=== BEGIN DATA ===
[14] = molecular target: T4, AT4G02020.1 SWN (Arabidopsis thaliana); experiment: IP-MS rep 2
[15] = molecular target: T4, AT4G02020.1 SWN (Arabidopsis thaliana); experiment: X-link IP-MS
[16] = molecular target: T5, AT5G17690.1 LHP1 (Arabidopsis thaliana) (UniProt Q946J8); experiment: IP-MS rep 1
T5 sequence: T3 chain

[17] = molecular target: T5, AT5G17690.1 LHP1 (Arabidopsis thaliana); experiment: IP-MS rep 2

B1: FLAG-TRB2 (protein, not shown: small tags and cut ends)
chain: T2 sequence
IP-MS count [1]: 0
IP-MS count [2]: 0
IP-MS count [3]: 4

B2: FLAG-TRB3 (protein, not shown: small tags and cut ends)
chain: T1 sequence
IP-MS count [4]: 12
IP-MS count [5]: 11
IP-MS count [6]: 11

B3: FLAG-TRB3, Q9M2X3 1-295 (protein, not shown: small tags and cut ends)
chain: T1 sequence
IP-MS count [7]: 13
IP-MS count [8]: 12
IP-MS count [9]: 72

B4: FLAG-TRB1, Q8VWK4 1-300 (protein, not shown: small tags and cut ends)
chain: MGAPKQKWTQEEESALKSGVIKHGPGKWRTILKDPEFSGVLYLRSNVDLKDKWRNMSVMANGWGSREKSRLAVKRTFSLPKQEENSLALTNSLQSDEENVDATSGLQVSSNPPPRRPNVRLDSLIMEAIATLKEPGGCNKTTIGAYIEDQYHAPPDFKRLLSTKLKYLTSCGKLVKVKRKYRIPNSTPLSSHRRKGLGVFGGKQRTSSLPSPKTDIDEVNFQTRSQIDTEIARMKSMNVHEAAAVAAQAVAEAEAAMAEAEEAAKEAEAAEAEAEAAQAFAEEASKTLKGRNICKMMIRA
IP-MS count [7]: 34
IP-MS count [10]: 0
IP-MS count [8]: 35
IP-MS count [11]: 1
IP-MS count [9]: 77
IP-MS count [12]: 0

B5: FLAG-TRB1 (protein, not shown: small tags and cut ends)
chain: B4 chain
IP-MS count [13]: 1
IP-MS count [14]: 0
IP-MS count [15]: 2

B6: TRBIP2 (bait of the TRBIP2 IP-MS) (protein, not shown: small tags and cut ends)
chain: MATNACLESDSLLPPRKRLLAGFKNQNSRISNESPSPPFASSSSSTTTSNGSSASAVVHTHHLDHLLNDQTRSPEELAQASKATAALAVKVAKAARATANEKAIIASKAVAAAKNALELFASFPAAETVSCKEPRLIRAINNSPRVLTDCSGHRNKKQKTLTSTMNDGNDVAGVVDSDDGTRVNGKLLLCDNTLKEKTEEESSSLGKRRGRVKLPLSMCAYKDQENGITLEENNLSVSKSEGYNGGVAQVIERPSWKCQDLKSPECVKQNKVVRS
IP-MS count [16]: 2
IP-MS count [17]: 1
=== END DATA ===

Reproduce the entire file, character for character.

[14] = molecular target: T4, AT4G02020.1 SWN (Arabidopsis thaliana); experiment: IP-MS rep 2
[15] = molecular target: T4, AT4G02020.1 SWN (Arabidopsis thaliana); experiment: X-link IP-MS
[16] = molecular target: T5, AT5G17690.1 LHP1 (Arabidopsis thaliana) (UniProt Q946J8); experiment: IP-MS rep 1
T5 sequence: T3 chain

[17] = molecular target: T5, AT5G17690.1 LHP1 (Arabidopsis thaliana); experiment: IP-MS rep 2

B1: FLAG-TRB2 (protein, not shown: small tags and cut ends)
chain: T2 sequence
IP-MS count [1]: 0
IP-MS count [2]: 0
IP-MS count [3]: 4

B2: FLAG-TRB3 (protein, not shown: small tags and cut ends)
chain: T1 sequence
IP-MS count [4]: 12
IP-MS count [5]: 11
IP-MS count [6]: 11

B3: FLAG-TRB3, Q9M2X3 1-295 (protein, not shown: small tags and cut ends)
chain: T1 sequence
IP-MS count [7]: 13
IP-MS count [8]: 12
IP-MS count [9]: 72

B4: FLAG-TRB1, Q8VWK4 1-300 (protein, not shown: small tags and cut ends)
chain: MGAPKQKWTQEEESALKSGVIKHGPGKWRTILKDPEFSGVLYLRSNVDLKDKWRNMSVMANGWGSREKSRLAVKRTFSLPKQEENSLALTNSLQSDEENVDATSGLQVSSNPPPRRPNVRLDSLIMEAIATLKEPGGCNKTTIGAYIEDQYHAPPDFKRLLSTKLKYLTSCGKLVKVKRKYRIPNSTPLSSHRRKGLGVFGGKQRTSSLPSPKTDIDEVNFQTRSQIDTEIARMKSMNVHEAAAVAAQAVAEAEAAMAEAEEAAKEAEAAEAEAEAAQAFAEEASKTLKGRNICKMMIRA
IP-MS count [7]: 34
IP-MS count [10]: 0
IP-MS count [8]: 35
IP-MS count [11]: 1
IP-MS count [9]: 77
IP-MS count [12]: 0

B5: FLAG-TRB1 (protein, not shown: small tags and cut ends)
chain: B4 chain
IP-MS count [13]: 1
IP-MS count [14]: 0
IP-MS count [15]: 2

B6: TRBIP2 (bait of the TRBIP2 IP-MS) (protein, not shown: small tags and cut ends)
chain: MATNACLESDSLLPPRKRLLAGFKNQNSRISNESPSPPFASSSSSTTTSNGSSASAVVHTHHLDHLLNDQTRSPEELAQASKATAALAVKVAKAARATANEKAIIASKAVAAAKNALELFASFPAAETVSCKEPRLIRAINNSPRVLTDCSGHRNKKQKTLTSTMNDGNDVAGVVDSDDGTRVNGKLLLCDNTLKEKTEEESSSLGKRRGRVKLPLSMCAYKDQENGITLEENNLSVSKSEGYNGGVAQVIERPSWKCQDLKSPECVKQNKVVRS
IP-MS count [16]: 2
IP-MS count [17]: 1